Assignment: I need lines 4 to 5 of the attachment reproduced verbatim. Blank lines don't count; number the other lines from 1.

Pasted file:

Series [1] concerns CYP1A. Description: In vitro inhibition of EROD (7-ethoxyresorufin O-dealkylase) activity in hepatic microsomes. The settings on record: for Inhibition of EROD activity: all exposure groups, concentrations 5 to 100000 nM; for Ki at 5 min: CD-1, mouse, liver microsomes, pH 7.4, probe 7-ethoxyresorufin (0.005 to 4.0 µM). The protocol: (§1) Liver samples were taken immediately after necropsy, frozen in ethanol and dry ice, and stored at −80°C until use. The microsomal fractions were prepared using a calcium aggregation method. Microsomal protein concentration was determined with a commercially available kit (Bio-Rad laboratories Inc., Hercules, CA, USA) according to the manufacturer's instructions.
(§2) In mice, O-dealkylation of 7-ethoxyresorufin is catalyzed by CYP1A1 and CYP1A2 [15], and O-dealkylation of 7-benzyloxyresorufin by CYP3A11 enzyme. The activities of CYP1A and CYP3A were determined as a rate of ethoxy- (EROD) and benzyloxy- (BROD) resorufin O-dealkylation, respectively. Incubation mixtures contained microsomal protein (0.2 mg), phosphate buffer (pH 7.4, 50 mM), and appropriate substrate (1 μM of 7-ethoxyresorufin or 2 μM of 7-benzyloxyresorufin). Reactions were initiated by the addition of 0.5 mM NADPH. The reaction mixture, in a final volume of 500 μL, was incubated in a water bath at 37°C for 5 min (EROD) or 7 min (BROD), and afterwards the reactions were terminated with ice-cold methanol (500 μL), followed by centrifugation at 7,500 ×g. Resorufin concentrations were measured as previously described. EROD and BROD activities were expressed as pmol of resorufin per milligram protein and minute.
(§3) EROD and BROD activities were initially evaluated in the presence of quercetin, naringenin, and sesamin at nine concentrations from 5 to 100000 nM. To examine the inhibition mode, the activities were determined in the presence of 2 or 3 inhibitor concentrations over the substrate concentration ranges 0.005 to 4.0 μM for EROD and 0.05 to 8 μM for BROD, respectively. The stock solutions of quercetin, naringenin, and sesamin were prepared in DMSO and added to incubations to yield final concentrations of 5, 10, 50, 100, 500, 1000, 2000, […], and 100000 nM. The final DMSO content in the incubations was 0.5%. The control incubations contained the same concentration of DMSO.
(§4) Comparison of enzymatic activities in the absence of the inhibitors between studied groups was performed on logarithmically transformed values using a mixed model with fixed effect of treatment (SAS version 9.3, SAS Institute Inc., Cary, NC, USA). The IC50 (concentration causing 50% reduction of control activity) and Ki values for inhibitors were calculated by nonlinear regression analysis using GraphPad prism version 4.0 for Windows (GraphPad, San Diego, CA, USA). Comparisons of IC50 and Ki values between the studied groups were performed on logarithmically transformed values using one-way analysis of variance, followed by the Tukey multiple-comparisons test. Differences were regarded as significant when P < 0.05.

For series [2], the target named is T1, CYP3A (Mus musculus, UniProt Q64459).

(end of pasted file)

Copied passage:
(§4) Comparison of enzymatic activities in the absence of the inhibitors between studied groups was performed on logarithmically transformed values using a mixed model with fixed effect of treatment (SAS version 9.3, SAS Institute Inc., Cary, NC, USA). The IC50 (concentration causing 50% reduction of control activity) and Ki values for inhibitors were calculated by nonlinear regression analysis using GraphPad prism version 4.0 for Windows (GraphPad, San Diego, CA, USA). Comparisons of IC50 and Ki values between the studied groups were performed on logarithmically transformed values using one-way analysis of variance, followed by the Tukey multiple-comparisons test. Differences were regarded as significant when P < 0.05.

For series [2], the target named is T1, CYP3A (Mus musculus, UniProt Q64459).